Introduction

On a Facebook methods group, there was a question about testing hypotheses in networks. In the comments, it was suggested that BGGM could be used to test the hypothesis. And it turns out that BGGM really shines for testing expectations (see for example Rodriguez et al. 2020).

In this vignette, I demonstrate three ways to go about testing the same hypothesis, which is essentially testing for a difference in the sum of partial correlations between groups.

R package

# need the developmental version
if (!requireNamespace("remotes")) { 
  install.packages("remotes")   
}   

# install from github
remotes::install_github("donaldRwilliams/BGGM")
library(BGGM)

Data

For demonstrative purposes, I use the bfi data and test the hypotheses in males and females

# data
Y <- bfi

# males
Y_males <- subset(Y, gender == 1, select = -c(education, gender))[,1:5]

# females
Y_females <- subset(Y, gender == 2, select = -c(education, gender))[,1:5]

Approach 1: Posterior Difference

The first approach is rather straightforward, with the caveat that the method needs to be implemented by the user. Note that I could certainly implement this in BGGM, assuming there is enough interest. Please make a feature request here.

Hypothesis

The hypothesis was that a sum of relations was larger in one group, for example,

\[ \begin{align} \mathcal{H}_0: (\rho^{male}_{A1--A2}\; + \; \rho^{male}_{A1--A3}) = (\rho^{female}_{A1--A2}\; + \; \rho^{female}_{A1--A3}) \\ \mathcal{H}_1: (\rho^{male}_{A1--A2}\; + \; \rho^{male}_{A1--A3}) > (\rho^{female}_{A1--A2}\; + \; \rho^{female}_{A1--A3}) \end{align} \] Note that the hypothesis is related to the sum of relations, which is readily tested in BGGM.

Fit Models

The first step is to estimate the model for each group

# fit female
fit_female <- estimate(Y_females, seed = 2)

# fit males
fit_male <- estimate(Y_males, seed = 1)

For an example, I used the default which is to assume the data is Gaussian. This can be changed with type = either binary, ordinal, or mixed.

Extract the Samples

The next step is to extract the posterior samples for each relation

post_male <- posterior_samples(fit_male)[,c("A1--A2", "A1--A3")]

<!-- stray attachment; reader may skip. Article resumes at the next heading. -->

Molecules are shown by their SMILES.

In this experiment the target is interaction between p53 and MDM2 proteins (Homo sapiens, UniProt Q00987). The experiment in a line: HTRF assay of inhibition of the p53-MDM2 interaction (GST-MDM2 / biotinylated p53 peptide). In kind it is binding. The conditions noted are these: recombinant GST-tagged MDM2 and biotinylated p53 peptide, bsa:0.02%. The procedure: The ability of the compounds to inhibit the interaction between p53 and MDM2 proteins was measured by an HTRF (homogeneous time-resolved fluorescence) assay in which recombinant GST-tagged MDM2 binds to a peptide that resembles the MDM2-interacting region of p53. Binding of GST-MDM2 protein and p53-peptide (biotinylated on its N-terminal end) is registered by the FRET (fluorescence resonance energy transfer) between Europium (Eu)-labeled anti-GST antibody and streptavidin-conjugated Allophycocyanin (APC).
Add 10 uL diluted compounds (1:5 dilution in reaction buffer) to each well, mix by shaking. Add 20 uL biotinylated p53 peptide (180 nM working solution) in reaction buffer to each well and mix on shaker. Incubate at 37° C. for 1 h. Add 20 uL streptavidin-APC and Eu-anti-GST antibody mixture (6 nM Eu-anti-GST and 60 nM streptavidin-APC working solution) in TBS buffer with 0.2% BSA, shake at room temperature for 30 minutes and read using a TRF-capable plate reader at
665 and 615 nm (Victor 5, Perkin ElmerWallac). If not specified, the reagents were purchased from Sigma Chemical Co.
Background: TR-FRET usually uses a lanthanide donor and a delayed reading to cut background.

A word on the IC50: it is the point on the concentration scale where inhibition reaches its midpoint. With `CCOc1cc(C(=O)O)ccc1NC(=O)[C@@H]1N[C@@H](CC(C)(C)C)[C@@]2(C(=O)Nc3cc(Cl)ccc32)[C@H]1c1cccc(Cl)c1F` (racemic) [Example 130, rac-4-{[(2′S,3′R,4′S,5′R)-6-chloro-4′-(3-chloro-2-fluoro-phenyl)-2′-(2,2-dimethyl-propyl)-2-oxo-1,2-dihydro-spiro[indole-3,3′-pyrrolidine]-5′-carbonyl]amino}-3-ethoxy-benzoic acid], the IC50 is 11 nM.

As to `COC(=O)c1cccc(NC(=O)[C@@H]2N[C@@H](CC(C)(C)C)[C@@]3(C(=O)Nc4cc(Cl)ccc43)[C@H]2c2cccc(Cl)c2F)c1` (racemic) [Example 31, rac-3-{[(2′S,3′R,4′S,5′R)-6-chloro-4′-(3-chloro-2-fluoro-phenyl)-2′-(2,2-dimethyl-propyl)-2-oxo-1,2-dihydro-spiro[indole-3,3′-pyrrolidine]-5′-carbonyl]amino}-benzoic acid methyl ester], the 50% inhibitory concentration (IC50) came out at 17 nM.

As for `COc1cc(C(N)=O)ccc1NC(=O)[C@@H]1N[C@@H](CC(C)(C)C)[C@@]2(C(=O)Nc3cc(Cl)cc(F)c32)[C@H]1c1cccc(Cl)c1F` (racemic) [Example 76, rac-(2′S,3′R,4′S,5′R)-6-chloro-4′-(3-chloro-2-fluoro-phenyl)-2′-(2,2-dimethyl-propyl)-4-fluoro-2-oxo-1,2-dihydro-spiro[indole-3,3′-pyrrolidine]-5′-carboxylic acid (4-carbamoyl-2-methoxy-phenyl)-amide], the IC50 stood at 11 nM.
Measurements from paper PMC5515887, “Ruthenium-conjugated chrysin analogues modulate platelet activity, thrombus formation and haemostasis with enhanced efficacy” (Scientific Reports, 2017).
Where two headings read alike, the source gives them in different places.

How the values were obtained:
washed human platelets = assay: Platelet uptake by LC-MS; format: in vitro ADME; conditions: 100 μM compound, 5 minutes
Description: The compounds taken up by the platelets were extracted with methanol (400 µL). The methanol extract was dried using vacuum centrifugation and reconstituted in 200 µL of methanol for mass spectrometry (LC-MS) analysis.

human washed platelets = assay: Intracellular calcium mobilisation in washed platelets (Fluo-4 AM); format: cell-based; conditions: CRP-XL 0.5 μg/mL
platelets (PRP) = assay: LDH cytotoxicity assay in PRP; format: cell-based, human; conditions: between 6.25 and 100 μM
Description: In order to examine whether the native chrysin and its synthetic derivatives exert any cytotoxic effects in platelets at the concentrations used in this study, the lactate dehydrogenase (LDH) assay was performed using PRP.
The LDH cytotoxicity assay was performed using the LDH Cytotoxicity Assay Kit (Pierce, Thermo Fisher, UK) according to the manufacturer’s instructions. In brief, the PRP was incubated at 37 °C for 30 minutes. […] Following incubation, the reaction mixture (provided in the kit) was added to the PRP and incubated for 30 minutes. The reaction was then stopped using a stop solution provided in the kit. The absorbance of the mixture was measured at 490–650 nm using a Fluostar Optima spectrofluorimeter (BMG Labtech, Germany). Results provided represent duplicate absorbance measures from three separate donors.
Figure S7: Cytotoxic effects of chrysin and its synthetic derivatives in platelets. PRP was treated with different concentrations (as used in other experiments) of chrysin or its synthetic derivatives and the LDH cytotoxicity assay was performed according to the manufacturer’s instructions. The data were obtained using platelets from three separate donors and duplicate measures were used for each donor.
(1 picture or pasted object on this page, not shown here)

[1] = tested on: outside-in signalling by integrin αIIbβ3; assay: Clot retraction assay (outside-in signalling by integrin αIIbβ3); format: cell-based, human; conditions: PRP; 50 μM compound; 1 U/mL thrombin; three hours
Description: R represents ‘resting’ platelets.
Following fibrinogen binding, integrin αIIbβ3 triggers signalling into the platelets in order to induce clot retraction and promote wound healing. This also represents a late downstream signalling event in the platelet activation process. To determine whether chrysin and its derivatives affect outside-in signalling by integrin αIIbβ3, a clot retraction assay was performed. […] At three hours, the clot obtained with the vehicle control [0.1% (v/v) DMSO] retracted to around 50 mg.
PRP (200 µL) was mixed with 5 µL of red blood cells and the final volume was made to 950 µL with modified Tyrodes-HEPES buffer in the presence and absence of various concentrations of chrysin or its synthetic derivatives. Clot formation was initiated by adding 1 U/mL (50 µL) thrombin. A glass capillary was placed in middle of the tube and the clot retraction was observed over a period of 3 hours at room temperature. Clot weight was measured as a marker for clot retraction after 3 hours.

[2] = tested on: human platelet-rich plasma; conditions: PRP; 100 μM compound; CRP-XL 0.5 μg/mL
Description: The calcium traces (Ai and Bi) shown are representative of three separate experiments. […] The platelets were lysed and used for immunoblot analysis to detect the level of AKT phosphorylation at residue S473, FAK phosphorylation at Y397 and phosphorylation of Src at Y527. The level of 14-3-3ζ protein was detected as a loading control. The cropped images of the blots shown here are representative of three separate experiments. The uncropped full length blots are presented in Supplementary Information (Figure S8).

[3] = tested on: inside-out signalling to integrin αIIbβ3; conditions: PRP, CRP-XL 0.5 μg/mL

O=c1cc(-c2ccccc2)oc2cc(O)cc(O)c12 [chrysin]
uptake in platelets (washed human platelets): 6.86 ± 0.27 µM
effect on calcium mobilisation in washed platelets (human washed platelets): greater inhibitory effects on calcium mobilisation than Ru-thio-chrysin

post_female <- posterior_samples(fit_female)[,c("A1--A2", "A1--A3")]

Note that the column names reflect the upper-triangular elements of the partial correlation matrix. Hence, the first name (e.g.,A1) must be located before the second name (e.g., A2) in the data matrix. This can be understood in reference to the column numbers: 1--2 is correct whereas 2--1 will result in an error.

Sum and Compute Difference

The next step is to sum the relations and compute the difference

# sum males
sum_male <- rowSums(post_male) 

# sum females
sum_female <- rowSums(post_female)

# difference
diff <- sum_male - sum_female

which can then be plotted

# three column
par(mfrow=c(1,3))

# male sum
hist(sum_male)

# female sum
hist(sum_female)

# difference
hist(diff)

Posterior Probability

Next compute the posterior probability the sum is larger in males than females

# posterior prob
mean(sum_male > sum_female)

#> 0.737

and then the credible interval for the difference

quantile(diff, probs = c(0.025, 0.975))

#>        2.5%       97.5% 
#> -0.06498586  0.12481253 

Approach 2: Predictive Check

The next approach is based on a posterior predictive check. The hypothesis is essentially the same as above, but for the predictive distribution, that is,

\[ \begin{align} \mathcal{H}_0: (\rho^{male^{yrep}}_{A1--A2}\; + \; \rho^{male^{yrep}}_{A1--A3}) = (\rho^{female^{yrep}}_{A1--A2}\; + \; \rho^{female^{yrep}}_{A1--A3}) \\ \mathcal{H}_1: (\rho^{male^{yrep}}_{A1--A2}\; + \; \rho^{male^{yrep}}_{A1--A3}) > (\rho^{female^{yrep}}_{A1--A2}\; + \; \rho^{female^{yrep}}_{A1--A3}) \end{align} \] where the only difference is \(yrep\). See more details here.

Define Function

The first step is to define a function to compute the difference in sums

# colnames
cn <- colnames(Y_males)

# function
f <- function(Yg1, Yg2){
  
  # data
  Yg1 <- na.omit(Yg1)  
  Yg2 <- na.omit(Yg2)

  # estimate partials
  fit1 <- pcor_mat(estimate(Yg1, analytic = TRUE))
  fit2 <- pcor_mat(estimate(Yg2, analytic = TRUE))
  
  # names (not needed)
  colnames(fit1) <- cn
  rownames(fit1) <- cn